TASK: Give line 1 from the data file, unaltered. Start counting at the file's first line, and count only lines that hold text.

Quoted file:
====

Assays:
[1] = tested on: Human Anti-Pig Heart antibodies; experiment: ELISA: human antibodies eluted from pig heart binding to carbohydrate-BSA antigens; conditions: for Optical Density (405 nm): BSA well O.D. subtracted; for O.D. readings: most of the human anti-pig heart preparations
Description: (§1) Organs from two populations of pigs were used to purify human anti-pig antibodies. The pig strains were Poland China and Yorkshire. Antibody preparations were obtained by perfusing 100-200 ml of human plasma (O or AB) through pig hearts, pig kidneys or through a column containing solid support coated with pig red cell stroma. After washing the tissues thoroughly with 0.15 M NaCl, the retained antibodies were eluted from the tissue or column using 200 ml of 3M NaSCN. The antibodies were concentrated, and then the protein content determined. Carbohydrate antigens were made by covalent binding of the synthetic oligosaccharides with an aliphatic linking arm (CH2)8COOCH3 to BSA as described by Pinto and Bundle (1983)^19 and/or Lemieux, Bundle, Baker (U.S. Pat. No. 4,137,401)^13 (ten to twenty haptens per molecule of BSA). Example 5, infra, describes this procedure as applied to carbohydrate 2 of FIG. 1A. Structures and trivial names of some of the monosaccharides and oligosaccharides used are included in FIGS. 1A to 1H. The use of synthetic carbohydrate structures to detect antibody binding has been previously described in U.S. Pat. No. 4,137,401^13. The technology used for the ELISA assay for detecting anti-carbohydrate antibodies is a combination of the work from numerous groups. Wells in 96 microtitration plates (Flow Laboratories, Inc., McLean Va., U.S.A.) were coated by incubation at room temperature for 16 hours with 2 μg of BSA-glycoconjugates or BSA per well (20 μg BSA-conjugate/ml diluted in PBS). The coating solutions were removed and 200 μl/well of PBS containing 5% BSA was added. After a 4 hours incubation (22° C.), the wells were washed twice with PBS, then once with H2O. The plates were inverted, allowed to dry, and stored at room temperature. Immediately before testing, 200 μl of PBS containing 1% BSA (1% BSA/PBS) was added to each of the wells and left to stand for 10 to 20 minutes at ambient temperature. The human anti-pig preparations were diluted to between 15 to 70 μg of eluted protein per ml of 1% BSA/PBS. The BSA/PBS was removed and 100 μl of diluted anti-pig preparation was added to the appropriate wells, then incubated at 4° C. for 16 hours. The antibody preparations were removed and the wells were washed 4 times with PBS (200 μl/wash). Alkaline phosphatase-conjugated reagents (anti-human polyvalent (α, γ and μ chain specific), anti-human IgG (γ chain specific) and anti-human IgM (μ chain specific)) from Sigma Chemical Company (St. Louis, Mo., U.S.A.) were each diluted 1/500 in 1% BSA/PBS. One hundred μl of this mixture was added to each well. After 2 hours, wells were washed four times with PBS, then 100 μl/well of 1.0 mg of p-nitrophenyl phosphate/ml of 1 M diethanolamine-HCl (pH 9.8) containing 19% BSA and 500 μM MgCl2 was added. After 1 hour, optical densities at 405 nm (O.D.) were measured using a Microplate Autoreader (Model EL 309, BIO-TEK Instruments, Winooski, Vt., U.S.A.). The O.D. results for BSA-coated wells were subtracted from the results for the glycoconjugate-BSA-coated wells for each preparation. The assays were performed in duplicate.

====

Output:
Assays: